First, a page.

Chicago high schooler Ben Russell told The Chicago Tribune that people considering Friday to be "Weed Day," as opposed to the Columbine anniversary or the walkout day, is "annoying," but that "we expected it, and we'll just keep pushing on." The Tribune reported that some school administrators are wary that students will use the walkout as a way to get away with smoking weed.

How to respond: The suspiciousness of adults shouldn't stop well-meaning students from standing up for what they believe in.

In the words of retired FBI member James Gagliano, Columbine "changed everything." It was the deadliest school shooting on record at the time, according to The New York Times. The massacre shocked the country into rethinking law enforcement's approach to active shooter situations, as well as school safety policies, according to NPR.

Sure, April 20 (aka 4/20) might be better known to some as a holiday for marijuana enthusiasts, but it's also the annual anniversary of the Columbine shooting. That's an important event to mark, regardless of other associations with the date.

Common Argument #4: Students Should "Walk Up, Not Out"

Before the last walkout, an alternative movement emerged that encouraged students to "walk up, not out." The point was to get kids to "walk up" to other students and chat with them to foster a more inclusive environment in school, which could help reduce the potential for alienated kids to turn to violence.

How to respond: More supportive school climates aren't enough to prevent every act of violence in schools. As Laura Parrott Perry pointed out on Twitter, all countries have troubled youths, but the United States' school shooting problem is uniquely bad.

Students should absolutely be kind to each other — but they should never put themselves at risk, as one Parkland student outlined in an essay that itself is a brilliant argument against "walk up, not out." And students should also pair kindness with other activist efforts. As outspoken Parkland survivor David Hogg suggested, walk up and walk out.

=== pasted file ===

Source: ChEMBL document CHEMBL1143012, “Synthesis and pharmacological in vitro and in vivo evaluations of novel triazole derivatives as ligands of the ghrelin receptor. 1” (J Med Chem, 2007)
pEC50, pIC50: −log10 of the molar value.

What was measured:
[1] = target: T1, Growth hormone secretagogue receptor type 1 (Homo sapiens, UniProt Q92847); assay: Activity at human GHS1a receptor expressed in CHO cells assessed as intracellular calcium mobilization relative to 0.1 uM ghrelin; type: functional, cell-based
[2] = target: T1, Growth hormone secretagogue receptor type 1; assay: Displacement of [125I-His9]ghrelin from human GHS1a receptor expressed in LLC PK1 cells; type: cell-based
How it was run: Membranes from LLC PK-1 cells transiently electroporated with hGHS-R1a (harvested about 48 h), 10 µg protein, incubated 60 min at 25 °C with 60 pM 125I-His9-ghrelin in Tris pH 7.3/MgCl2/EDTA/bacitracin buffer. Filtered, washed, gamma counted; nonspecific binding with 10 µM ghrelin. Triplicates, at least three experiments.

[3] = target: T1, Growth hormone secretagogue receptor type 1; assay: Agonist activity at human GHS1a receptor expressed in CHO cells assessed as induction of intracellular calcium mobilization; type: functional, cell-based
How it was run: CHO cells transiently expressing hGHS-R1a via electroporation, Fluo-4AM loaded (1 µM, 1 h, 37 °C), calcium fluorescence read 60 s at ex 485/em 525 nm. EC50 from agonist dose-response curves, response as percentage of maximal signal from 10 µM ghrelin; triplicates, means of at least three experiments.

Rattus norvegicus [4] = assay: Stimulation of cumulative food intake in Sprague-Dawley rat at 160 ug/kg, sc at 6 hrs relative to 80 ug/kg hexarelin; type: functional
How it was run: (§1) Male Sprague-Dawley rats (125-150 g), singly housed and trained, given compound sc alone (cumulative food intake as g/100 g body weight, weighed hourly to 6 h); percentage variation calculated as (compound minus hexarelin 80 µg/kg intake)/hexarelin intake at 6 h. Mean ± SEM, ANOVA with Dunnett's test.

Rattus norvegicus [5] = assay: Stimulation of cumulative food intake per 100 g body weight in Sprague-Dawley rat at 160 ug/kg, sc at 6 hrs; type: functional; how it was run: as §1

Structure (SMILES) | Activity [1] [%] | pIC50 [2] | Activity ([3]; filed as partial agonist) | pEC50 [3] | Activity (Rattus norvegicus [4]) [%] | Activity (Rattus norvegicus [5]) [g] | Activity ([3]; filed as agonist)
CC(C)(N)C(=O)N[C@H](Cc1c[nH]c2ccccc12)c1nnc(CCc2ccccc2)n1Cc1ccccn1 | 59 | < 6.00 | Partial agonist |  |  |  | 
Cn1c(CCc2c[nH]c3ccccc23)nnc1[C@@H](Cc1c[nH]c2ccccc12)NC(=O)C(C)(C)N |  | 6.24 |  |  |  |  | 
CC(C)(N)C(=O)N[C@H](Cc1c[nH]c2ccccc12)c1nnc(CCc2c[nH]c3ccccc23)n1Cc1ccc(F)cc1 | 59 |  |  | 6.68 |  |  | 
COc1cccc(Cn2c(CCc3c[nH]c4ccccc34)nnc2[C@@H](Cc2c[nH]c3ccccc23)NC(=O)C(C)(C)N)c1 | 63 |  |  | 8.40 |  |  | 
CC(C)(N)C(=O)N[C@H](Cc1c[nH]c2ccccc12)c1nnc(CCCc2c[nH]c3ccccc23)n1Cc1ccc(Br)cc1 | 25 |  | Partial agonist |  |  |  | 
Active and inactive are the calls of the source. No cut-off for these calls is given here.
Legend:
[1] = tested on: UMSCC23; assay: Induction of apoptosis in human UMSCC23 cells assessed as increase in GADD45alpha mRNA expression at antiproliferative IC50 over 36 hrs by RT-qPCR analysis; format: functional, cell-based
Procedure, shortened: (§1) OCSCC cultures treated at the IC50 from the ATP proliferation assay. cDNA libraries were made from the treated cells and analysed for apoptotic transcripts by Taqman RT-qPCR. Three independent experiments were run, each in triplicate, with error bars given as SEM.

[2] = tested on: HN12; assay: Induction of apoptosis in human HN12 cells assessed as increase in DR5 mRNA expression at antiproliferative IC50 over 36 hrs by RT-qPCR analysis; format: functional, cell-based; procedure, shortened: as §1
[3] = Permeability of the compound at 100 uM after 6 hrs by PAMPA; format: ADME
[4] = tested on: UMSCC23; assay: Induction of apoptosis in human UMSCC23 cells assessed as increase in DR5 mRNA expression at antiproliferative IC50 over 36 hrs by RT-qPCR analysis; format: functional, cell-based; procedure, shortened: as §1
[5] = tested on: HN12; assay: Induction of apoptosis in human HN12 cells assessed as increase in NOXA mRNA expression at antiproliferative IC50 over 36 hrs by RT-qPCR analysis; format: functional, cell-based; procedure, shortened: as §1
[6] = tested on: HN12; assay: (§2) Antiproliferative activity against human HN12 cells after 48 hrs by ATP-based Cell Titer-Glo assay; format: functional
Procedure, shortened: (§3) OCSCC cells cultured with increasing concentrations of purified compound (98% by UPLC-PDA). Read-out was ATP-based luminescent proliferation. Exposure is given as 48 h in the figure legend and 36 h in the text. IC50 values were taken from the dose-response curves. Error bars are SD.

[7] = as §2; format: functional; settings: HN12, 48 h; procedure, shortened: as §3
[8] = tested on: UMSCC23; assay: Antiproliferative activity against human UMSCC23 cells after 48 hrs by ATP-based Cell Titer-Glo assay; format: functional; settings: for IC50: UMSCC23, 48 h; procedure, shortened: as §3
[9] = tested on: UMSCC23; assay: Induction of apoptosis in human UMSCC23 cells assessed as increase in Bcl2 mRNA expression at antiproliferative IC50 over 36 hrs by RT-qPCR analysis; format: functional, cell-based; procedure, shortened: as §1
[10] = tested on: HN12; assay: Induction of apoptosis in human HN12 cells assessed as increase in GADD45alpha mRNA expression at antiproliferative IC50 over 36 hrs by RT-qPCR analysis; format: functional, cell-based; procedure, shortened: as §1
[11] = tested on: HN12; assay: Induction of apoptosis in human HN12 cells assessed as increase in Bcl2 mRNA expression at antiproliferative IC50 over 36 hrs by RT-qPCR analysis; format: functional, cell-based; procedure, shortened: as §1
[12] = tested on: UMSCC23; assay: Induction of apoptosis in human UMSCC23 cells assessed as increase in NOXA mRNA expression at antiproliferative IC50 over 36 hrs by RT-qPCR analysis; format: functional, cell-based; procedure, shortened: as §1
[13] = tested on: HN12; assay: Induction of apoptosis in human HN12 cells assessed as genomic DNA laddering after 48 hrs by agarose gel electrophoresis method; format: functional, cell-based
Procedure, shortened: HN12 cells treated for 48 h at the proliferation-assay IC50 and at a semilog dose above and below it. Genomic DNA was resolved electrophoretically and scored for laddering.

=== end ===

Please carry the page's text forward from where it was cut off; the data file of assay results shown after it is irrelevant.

Common Argument #5: Students Could Use That Time To Protest In Better Ways

"I just think with those 17 minutes, you know, you could be calling [state lawmakers] to create change," a high school senior who opted out of the last walkout told Huff Post, referring to how students could use their time better.

How to respond: Just as with "walk up, not out," this argument creates a false binary: Students do not have to choose between walking out and protesting in other ways. They can do both.

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It's been about two months since the massacre in Parkland, and its survivors are still trying to process the trauma. "Everyday at school feels like a marathon," tweeted student Kyra Parrow on Thursday. "It's a struggle to get out of bed in the morning. It’s a struggle to see empty desks. It’s a struggle to see your friends not the same anymore. The aftermath of gun violence is pure devastation."

But the aftermath of Parkland has also been marked by widespread activism in the face of those who would try to silence students. In all likelihood, oppositional voices to the walkout will be overshadowed by those who are determined to go through with the protest. Students will not be ignored; they will use the day to demand action against gun violence.